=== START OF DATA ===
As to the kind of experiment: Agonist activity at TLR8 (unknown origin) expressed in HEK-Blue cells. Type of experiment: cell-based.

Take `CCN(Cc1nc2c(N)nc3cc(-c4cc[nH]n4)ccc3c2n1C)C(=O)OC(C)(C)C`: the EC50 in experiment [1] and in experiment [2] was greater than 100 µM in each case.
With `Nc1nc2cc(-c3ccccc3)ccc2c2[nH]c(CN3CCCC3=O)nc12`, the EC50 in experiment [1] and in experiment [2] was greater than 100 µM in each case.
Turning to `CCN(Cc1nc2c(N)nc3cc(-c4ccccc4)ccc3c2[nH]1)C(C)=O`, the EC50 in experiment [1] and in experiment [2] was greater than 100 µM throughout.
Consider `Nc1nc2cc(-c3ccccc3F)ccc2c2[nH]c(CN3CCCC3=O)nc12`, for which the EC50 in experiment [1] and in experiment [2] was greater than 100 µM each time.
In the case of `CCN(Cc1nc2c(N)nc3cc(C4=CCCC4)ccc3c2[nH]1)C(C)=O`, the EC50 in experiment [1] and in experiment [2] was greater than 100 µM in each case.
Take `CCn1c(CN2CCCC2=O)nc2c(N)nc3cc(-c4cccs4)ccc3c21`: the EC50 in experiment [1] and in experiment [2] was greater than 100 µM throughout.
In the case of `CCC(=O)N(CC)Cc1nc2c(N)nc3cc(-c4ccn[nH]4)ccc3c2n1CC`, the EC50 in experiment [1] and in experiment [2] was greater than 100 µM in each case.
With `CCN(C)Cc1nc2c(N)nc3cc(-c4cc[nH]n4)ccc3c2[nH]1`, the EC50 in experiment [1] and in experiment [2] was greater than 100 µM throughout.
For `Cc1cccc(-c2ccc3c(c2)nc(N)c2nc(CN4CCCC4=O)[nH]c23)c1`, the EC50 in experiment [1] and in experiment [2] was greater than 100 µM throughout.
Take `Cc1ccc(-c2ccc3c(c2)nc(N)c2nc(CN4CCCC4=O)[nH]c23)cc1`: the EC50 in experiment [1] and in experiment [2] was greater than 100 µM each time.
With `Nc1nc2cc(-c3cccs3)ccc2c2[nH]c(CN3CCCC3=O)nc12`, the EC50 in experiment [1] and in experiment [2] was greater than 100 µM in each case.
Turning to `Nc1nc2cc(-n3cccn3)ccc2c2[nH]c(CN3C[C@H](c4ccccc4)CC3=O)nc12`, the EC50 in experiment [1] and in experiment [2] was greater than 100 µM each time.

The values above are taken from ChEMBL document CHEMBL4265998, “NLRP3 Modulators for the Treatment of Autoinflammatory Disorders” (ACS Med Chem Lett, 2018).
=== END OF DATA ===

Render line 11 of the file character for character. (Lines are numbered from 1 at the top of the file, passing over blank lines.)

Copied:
Take `Cc1ccc(-c2ccc3c(c2)nc(N)c2nc(CN4CCCC4=O)[nH]c23)cc1`: the EC50 in experiment [1] and in experiment [2] was greater than 100 µM each time.